Jenkins joined the Baltimore Police Department on February 20, 2003 and was promoted to Sergeant on November 20, 2013. On June 13, 2016, Jenkins became the Officer in Charge of the Gun Trace Task Force (GTTF), a specialized unit within the Operational Investigation Division of the BPD. According to the plea agreement, Jenkins schemed to steal money, property, and narcotics by detaining victims, entering residences, conducting traffic stops, and swearing out false search warrant affidavits.

In addition, Jenkins prepared and submitted false official incident and arrest reports, reports of property seized from arrestees, and charging documents. The false reports concealed the fact that Jenkins and his co-conspirators had stolen money, property, and narcotics from individuals.

According to his plea agreement, Jenkins admitted that he participated in seven separate robberies between May 2011 and August 2016. Jenkins also stole dirt bikes from individuals who were riding them illegally on city streets and then sold them through an associate.

In addition to the robberies, Jenkins also admitted to stealing 4-5 boxes, containing approximately 12 pounds, of high-grade marijuana that had been intercepted by law enforcement from the U.S. mail, as well as prescription medicines that he had stolen from someone looting a pharmacy during the April 2015 riots. Jenkins admitted he gave D.S. drugs he stole from detainees and arrestees, including cocaine, marijuana and heroin. D.S. was able to sell the drugs and shared the proceeds with Jenkins. In total, D.S. paid Jenkins $200,000 to $250,000 of drug proceeds.

In an effort to conceal his true identity, Jenkins told detainees and arrestees that he was a federal task force officer, which he was not, and told his co-defendants to identify him as the U.S. Attorney.

Jenkins admitted to obstructing law enforcement by alerting his co-defendants about potential investigations of their criminal conduct. Jenkins learned that Gondo and Rayam were under investigation from other BPD officers, then shared this information with his co-defendants. When Jenkins, Gondo, Hendrix, Hersl, Rayam, Taylor and Ward were detained in the Howard County Detention Center, Jenkins directed the defendants to “keep their mouths shut” and “stick to the story,” or words to that effect, in an effort to obstruct justice.

Jenkins has also pleaded guilty to planting evidence and authoring a false police report which resulted in the conviction and imprisonment of two Baltimore City men in 2010.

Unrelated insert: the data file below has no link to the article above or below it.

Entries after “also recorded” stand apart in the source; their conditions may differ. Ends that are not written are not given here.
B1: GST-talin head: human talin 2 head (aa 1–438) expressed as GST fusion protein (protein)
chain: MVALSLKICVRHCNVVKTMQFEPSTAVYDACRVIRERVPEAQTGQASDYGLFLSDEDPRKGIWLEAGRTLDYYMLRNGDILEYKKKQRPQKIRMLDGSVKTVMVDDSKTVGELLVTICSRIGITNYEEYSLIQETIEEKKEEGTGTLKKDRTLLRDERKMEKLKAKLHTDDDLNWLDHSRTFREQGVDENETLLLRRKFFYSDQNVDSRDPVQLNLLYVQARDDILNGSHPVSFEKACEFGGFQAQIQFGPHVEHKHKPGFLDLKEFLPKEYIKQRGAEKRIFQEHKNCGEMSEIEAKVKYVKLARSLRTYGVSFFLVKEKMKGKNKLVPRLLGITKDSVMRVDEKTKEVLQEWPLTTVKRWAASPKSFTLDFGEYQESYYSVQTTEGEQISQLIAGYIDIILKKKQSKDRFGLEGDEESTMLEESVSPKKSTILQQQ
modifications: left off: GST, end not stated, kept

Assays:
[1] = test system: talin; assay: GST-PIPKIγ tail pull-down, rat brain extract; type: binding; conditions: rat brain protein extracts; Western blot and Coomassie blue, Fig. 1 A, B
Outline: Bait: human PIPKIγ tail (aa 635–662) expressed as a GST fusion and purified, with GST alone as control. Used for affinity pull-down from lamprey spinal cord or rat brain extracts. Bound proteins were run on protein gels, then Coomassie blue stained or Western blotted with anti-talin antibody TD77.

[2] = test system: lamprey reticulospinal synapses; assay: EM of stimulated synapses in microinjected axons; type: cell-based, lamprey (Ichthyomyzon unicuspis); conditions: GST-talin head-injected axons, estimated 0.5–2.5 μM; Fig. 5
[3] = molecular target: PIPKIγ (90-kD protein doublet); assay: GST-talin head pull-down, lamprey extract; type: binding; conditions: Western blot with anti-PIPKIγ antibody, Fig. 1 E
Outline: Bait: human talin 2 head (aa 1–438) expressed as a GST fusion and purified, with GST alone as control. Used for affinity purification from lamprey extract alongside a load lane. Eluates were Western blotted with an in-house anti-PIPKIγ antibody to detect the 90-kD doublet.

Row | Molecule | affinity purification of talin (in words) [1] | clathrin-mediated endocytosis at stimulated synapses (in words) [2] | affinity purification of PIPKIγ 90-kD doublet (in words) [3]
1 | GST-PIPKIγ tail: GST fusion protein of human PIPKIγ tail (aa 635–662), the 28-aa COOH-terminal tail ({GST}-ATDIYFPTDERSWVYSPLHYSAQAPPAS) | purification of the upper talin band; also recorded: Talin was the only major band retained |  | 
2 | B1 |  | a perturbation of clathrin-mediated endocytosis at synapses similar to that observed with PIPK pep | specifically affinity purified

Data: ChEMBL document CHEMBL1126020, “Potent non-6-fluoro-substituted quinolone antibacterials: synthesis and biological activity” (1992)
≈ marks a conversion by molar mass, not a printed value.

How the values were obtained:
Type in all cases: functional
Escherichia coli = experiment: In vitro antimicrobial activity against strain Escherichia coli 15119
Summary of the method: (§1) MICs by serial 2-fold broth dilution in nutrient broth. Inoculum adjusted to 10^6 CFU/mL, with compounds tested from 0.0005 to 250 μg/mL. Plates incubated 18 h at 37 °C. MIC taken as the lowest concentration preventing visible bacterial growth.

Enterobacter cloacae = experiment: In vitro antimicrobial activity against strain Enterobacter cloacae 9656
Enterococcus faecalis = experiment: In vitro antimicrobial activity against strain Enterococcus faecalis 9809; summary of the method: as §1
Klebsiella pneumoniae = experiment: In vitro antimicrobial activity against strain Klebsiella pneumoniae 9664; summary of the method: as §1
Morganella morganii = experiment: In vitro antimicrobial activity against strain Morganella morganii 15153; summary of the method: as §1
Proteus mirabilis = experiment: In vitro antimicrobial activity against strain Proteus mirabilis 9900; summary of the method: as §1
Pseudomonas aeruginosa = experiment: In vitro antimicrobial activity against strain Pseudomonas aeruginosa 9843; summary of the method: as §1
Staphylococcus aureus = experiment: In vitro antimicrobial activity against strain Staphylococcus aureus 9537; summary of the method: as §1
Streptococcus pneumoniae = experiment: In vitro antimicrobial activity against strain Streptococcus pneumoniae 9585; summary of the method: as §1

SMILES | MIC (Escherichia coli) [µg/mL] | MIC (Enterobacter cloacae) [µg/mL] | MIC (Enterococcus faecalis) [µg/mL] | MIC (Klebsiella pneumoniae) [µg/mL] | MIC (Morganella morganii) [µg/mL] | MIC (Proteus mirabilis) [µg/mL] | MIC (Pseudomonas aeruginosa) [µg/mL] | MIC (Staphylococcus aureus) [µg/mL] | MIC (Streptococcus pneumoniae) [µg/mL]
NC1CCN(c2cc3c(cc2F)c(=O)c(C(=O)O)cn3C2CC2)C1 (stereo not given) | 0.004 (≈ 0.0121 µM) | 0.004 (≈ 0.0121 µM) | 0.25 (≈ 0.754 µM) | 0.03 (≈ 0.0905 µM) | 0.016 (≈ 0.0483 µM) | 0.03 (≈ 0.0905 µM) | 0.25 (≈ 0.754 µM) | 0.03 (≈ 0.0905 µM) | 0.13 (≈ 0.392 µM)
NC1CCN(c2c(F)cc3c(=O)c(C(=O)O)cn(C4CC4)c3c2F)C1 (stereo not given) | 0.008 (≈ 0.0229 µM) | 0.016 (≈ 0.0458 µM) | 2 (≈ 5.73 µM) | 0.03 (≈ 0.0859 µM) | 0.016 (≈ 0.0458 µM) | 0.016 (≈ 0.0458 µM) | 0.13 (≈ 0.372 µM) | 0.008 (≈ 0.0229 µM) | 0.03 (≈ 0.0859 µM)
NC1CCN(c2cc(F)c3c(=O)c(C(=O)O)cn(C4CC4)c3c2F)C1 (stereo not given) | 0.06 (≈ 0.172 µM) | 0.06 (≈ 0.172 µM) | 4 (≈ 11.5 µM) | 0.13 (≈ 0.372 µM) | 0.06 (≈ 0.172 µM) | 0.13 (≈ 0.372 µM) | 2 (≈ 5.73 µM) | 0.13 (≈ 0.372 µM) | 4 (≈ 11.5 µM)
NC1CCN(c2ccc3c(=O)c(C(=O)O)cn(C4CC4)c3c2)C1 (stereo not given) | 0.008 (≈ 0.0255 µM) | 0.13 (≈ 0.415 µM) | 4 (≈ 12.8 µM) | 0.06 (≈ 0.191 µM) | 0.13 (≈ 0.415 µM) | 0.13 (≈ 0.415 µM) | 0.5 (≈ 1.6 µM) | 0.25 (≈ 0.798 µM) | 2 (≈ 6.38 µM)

According to the plea agreement, Jenkins admitted that he routinely submitted false and fraudulent individual overtime reports, thereby defrauding the Baltimore Police Department and the citizens of the State of Maryland. On these reports, Jenkins falsely certified that he worked his entire regularly assigned shifts, when he did not, and that he worked additional hours for which he received overtime pay, when he had not worked all and in some cases any of those overtime hours. Jenkins also admitted that he submitted false and fraudulent overtime reports on behalf of his co-defendants.

United States Attorney Robert K. Hur commended the FBI for its work in the investigation. Hur thanked Assistant U.S. Attorneys Leo J. Wise and Derek E. Hines, who prosecuted these Organized Crime Drug Enforcement Task Force cases.

S. Dallas Dance sentenced to six months in jail

Dallas DanceState Prosecutor Emmet C. Davitt announced on Friday morning that S. Dallas Dance, former superintendent of Baltimore County Public Schools, had been sentenced after pleading guilty in March to four counts of perjury arising from false filings of his Financial Disclosure Statements for 2012, 2013, and 2015.

Judge Kathleen G. Cox imposed a sentence of 5 years, and  suspended all but 6 months.

That time period will be followed by a period of 2 years supervised probation, upon which Dance will be required to complete 700 hours of community service.

He has a turn-in date of Friday, April 27, 2018.